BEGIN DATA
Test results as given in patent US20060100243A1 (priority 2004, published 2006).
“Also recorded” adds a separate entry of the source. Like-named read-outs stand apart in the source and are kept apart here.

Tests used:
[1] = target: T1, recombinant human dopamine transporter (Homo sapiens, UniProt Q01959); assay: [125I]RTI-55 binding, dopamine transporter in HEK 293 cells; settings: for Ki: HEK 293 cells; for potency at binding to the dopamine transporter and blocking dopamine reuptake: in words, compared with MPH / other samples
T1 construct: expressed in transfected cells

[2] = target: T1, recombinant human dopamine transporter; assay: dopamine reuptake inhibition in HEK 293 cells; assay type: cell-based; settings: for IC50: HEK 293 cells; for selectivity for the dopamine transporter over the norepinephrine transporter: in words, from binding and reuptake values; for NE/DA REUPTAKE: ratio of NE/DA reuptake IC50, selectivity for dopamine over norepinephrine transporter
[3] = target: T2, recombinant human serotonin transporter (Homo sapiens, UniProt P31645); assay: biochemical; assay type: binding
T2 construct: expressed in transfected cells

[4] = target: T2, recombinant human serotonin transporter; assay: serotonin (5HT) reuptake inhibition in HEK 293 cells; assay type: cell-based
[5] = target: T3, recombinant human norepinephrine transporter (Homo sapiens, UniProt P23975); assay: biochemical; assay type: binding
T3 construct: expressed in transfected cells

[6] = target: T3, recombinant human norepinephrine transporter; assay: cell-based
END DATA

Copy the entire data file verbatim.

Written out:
Test results as given in patent US20060100243A1 (priority 2004, published 2006).
“Also recorded” adds a separate entry of the source. Like-named read-outs stand apart in the source and are kept apart here.

Tests used:
[1] = target: T1, recombinant human dopamine transporter (Homo sapiens, UniProt Q01959); assay: [125I]RTI-55 binding, dopamine transporter in HEK 293 cells; settings: for Ki: HEK 293 cells; for potency at binding to the dopamine transporter and blocking dopamine reuptake: in words, compared with MPH / other samples
T1 construct: expressed in transfected cells

[2] = target: T1, recombinant human dopamine transporter; assay: dopamine reuptake inhibition in HEK 293 cells; assay type: cell-based; settings: for IC50: HEK 293 cells; for selectivity for the dopamine transporter over the norepinephrine transporter: in words, from binding and reuptake values; for NE/DA REUPTAKE: ratio of NE/DA reuptake IC50, selectivity for dopamine over norepinephrine transporter
[3] = target: T2, recombinant human serotonin transporter (Homo sapiens, UniProt P31645); assay: biochemical; assay type: binding
T2 construct: expressed in transfected cells

[4] = target: T2, recombinant human serotonin transporter; assay: serotonin (5HT) reuptake inhibition in HEK 293 cells; assay type: cell-based
[5] = target: T3, recombinant human norepinephrine transporter (Homo sapiens, UniProt P23975); assay: biochemical; assay type: binding
T3 construct: expressed in transfected cells

[6] = target: T3, recombinant human norepinephrine transporter; assay: cell-based